According to the on line ‘Oxford Dictionaries’, a search engine is “A program that searches for and identifies items in a database that correspond to keywords or characters specified by the user, used especially for finding particular sites on the World Wide Web.”
So, what should you, as a novice EFL teacher, be aware of as it concerns using SEs? Here are a few useful tips worth remembering.
SEs are wonderful for finding information, but the main problem is that rather than finding the specific information you desire – they flood you with too much information: unless, of course, you are going to a specific uniform resource locator (URL). URL is just the technical name for website address, e.g. http://www.theguardian.com/uk , which appears in the address bar which is at the top of each page.
The ‘art’ of using an SE is to specify a search string (these are the actual words that you type in the search bar or search box) that focuses as sharply as possible on the subject or information that you require – and make sure that the most important words are placed first.
There are also a few symbols that can assist the students in their searches: the ‘+’ (plus), the ‘-‘(minus), and the “…” (quotation marks). A plus placed in front of a word ensures that the SE discovers the pages that contain those words e.g. +transitive + intransitive +verbs +English: only the pages that have all four words will appear.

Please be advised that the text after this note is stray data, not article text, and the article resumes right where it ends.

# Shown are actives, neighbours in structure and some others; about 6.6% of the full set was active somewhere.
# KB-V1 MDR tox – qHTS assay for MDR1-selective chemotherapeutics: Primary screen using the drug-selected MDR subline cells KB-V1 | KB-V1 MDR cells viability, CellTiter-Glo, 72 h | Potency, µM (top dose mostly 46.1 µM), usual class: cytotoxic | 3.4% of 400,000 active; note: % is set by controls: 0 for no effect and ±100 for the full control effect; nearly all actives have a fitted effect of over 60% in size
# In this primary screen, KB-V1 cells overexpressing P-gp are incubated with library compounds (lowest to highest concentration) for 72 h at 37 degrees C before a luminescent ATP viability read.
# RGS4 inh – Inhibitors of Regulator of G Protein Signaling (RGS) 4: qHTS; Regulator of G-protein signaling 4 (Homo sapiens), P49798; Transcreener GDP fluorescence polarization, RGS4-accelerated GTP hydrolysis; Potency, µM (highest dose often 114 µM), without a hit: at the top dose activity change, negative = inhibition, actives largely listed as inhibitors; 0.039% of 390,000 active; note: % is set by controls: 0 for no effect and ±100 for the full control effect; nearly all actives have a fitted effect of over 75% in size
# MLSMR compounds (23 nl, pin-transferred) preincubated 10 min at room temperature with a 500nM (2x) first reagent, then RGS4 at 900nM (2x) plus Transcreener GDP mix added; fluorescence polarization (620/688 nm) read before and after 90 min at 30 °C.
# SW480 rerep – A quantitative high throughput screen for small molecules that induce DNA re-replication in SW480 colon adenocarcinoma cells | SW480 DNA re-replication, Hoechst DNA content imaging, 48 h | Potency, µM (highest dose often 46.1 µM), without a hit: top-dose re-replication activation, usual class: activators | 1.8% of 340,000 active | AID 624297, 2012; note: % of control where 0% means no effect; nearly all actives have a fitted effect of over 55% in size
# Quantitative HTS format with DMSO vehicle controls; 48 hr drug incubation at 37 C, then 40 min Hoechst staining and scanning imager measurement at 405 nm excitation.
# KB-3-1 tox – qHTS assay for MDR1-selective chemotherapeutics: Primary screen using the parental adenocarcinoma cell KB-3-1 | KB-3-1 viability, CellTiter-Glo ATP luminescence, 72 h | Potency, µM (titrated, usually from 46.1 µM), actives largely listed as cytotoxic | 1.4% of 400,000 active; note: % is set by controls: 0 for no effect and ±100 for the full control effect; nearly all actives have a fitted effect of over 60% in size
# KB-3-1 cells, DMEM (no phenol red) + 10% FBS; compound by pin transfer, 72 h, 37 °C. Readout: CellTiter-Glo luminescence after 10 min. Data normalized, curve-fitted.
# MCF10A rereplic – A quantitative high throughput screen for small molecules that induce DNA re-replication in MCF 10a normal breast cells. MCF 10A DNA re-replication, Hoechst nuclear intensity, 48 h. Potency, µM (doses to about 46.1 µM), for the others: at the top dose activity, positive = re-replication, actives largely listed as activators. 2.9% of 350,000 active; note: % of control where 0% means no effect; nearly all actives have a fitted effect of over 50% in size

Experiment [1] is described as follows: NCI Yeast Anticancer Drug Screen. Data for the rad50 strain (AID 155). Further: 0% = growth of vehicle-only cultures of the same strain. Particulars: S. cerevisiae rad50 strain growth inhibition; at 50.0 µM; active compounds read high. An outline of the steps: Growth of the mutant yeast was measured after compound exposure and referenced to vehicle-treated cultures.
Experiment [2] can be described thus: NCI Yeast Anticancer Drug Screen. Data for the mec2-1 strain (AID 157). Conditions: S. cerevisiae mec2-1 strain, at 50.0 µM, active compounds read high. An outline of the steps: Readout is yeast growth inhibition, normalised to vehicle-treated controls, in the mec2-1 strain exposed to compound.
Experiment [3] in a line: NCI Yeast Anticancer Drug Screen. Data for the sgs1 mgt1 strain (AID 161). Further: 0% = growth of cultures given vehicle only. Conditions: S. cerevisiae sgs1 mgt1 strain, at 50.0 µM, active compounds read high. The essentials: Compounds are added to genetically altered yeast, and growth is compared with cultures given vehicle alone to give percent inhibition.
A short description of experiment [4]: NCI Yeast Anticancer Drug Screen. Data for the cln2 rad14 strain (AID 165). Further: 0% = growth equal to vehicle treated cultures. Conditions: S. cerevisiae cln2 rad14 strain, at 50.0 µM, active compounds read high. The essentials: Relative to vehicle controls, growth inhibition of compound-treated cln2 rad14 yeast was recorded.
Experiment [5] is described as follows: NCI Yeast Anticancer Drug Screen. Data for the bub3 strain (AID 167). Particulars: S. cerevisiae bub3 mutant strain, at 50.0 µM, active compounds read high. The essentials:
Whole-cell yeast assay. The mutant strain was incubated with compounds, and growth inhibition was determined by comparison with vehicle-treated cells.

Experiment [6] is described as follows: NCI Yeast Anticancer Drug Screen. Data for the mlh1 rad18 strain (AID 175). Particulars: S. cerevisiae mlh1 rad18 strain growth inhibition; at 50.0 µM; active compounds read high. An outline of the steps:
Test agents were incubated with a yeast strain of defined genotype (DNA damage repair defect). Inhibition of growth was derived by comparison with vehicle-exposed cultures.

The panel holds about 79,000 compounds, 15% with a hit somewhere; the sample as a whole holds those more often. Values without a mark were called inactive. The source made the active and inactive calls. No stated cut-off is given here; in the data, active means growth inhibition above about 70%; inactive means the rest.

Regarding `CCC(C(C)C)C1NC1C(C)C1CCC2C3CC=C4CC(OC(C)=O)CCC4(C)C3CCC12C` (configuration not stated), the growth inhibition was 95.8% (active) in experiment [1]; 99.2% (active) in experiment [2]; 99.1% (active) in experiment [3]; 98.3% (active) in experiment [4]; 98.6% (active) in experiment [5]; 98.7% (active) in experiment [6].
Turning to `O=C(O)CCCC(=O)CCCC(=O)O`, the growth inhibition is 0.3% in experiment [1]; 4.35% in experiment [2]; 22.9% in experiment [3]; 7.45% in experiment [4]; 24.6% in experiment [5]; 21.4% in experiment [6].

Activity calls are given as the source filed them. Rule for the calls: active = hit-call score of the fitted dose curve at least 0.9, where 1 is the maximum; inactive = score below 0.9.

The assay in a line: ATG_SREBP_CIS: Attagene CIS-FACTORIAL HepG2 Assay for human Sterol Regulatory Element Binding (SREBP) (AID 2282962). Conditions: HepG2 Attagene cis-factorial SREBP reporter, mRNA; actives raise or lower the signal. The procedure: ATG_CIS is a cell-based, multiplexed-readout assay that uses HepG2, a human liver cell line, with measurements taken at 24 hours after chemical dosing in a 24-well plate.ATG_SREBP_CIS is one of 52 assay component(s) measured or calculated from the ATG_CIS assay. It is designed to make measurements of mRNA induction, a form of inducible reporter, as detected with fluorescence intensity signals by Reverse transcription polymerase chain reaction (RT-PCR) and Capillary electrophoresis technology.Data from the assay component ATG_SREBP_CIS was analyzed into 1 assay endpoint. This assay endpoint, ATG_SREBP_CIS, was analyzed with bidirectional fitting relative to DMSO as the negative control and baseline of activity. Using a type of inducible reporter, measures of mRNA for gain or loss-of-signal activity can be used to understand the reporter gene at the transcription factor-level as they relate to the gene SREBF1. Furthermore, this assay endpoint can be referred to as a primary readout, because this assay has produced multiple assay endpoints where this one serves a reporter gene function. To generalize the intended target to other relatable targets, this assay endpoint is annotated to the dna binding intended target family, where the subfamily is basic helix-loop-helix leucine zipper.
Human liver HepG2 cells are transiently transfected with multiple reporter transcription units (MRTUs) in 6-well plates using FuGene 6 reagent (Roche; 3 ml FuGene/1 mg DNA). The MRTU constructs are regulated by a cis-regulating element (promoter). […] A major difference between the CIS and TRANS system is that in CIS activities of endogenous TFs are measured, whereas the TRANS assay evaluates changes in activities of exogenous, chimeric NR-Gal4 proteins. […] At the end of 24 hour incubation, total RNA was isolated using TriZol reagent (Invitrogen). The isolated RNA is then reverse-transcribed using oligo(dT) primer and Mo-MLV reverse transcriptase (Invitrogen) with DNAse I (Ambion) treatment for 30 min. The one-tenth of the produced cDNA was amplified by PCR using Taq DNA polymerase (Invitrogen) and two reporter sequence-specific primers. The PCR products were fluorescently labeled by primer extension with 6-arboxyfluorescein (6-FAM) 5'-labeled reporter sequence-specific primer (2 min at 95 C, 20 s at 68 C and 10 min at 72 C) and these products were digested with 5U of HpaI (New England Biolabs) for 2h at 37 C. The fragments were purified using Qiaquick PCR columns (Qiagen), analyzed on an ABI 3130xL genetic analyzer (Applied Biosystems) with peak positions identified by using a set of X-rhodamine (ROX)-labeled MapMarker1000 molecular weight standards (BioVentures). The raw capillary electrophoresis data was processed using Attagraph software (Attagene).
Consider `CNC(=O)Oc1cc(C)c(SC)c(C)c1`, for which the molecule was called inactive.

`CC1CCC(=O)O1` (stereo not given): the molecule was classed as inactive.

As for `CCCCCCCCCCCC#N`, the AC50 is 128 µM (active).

A minus placed in front of a word ensures that the SE ignores the pages that contain those words e.g. +English +grammar -intransitive. Incidentally, this doesn’t always work: especially with closely connected words such as transitive and intransitive. Furthermore, as can be seen – you can also combine these symbols.
Quotation marks force the SE to display only those pages that contain the identical search string that the student has enclosed in quotation marks: a search conducted in this way is known as a ‘phrase search’, e.g. “transitive and intransitive verbs in English” This can often be a very efficient way to search the WWW.
Finally, don’t use punctuation; don’t use common words like ‘the’, ‘a’, ‘an’; don’t bother using capitals – most SE are not case sensitive; don’t use suffixes, e.g. use ‘verb’ not ‘verbs’ – for a better search.
The choice of SE is yours, but your students will probably end up using Google or Bing.